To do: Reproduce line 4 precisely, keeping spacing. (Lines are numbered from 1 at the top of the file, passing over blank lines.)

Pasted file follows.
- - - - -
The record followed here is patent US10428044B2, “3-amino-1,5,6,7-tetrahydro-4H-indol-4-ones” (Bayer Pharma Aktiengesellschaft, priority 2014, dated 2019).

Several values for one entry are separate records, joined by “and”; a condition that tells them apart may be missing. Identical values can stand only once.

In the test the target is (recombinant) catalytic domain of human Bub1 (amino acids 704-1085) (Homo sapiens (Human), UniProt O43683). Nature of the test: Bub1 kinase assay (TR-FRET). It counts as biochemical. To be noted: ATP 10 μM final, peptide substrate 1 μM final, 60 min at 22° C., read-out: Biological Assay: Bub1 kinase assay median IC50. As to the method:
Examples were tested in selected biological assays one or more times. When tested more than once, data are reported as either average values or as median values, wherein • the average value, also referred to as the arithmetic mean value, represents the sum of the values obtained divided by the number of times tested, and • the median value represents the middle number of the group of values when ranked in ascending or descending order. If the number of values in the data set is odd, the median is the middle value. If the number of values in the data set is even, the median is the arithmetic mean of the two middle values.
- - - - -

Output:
Examples were tested in selected biological assays one or more times. When tested more than once, data are reported as either average values or as median values, wherein • the average value, also referred to as the arithmetic mean value, represents the sum of the values obtained divided by the number of times tested, and • the median value represents the middle number of the group of values when ranked in ascending or descending order. If the number of values in the data set is odd, the median is the middle value. If the number of values in the data set is even, the median is the arithmetic mean of the two middle values.